TUESDAY, Sept. 6, 2011 (HealthDay News) -- Women who take nonsteroidal anti-inflammatory drugs (NSAIDs) such as ibuprofen during the first stage of their pregnancy may be upping their risk of miscarriage, new research suggests.
"We're seeing a 2.4-fold increased risk in spontaneous abortion following early use of NSAIDs during pregnancy," said Anick Berard, senior author of a paper published in the Sept. 6 issue of the Canadian Medical Association Journal.
Although the study was not a randomized, controlled trial -- considered the gold standard of science -- Berard thinks the results are due to the medication and not some other, unrelated factor.
"We went through a lot of pain and misery to make sure what we're seeing is due to the drug and not a consequence of symptoms [of an underlying illness] or risk attributed to rheumatoid arthritis, for example," said Berard, who is director of the Research Unit on Medication and Pregnancy at St. Justine Hospital in Montreal.
And while the study only looked at prescribed NSAIDs, Berard believes the risk would also be present in over-the-counter NSAIDs.
Rheumatoid arthritis, lupus, migraine and various other conditions are routinely treated with pain-killing NSAIDs. The drugs are also used for pain relief in people who don't have chronic underlying illnesses and are one of the most commonly used medications both outside and during pregnancy.
Physicians already shy away from using NSAIDs in later stages of pregnancy because they can interfere with healthy development of fetal circulation, said Dr. Joseph I. Fernandez, division director of obstetrics and gynecology at Scott & White Healthcare in Round Rock, Texas.
Berard and her colleagues looked at a different time of pregnancy: the first 20 weeks.
The study incorporated data on almost 5,000 women in Quebec who had miscarried and compared these women with 50,000 women who had not miscarried.
In general, women who had used NSAIDs during this earlier part of pregnancy had a 2.43-fold increased risk of miscarriage. They were considered to be using NSAIDs if they had filled at least one prescription just prior to being pregnant or in the 20 weeks after conceiving.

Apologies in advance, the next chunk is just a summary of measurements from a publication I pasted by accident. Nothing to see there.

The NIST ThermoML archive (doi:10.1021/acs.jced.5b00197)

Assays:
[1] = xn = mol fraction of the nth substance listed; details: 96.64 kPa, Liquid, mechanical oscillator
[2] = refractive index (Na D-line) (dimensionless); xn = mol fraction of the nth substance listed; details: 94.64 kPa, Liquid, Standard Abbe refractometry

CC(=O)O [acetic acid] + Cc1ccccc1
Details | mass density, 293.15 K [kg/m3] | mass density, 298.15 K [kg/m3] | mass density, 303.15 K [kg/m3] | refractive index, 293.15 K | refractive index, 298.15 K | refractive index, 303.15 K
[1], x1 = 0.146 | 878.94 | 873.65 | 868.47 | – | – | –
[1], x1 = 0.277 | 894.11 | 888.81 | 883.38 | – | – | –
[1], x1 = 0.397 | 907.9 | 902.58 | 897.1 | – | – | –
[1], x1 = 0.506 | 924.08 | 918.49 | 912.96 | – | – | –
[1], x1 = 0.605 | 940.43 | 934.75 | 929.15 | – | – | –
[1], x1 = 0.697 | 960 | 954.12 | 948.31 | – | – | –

Individual drugs had different risks associated with them, the highest being diclofenac, which tripled the risk, naproxen (Aleve), which involved a 2.64-times increased risk and ibuprofen (Advil, Motrin), which carried about double the risk.
Combinations of drugs were associated with a 2.64-times increased risk. That so many of the drugs involved a raised risk indicates a class effect, the authors stated.
Although no one is quite sure how NSAIDs might induce miscarriage, the authors theorized that they may interfere with levels of hormones called prostaglandins, which are involved in inducing labor.
For women who need NSAIDs for occasional pain relief, such as for headaches, "acetaminophen is a good and safe alternative early in pregnancy," said Berard, who is also professor of pharmacy at the University of Montreal.
Fernandez added: "I tell patients to avoid NSAIDs during pregnancy. For minor aches and pains, we'll have them take acetaminophen as instructed."
For women who take NSAIDs on a continual basis -- say, for rheumatoid arthritis or lupus -- "it is better to plan the pregnancy and discuss treatment options beforehand," Berard said. "Surprisingly, women with rheumatic diseases improve during pregnancy naturally."
The U.S. Office on Women's Health has more on pregnancy.
SOURCES: Anick Berard, Ph.D., professor, pharmacy, University of Montreal, and director, Research Unit on Medication and Pregnancy, St. Justine Hospital, Montreal; Joseph I. Fernandez, M.D., division director, obstetrics and gynecology, Scott & White Healthcare, Round Rock, Texas; Sept. 6, 2011, Canadian Medical Association Journal
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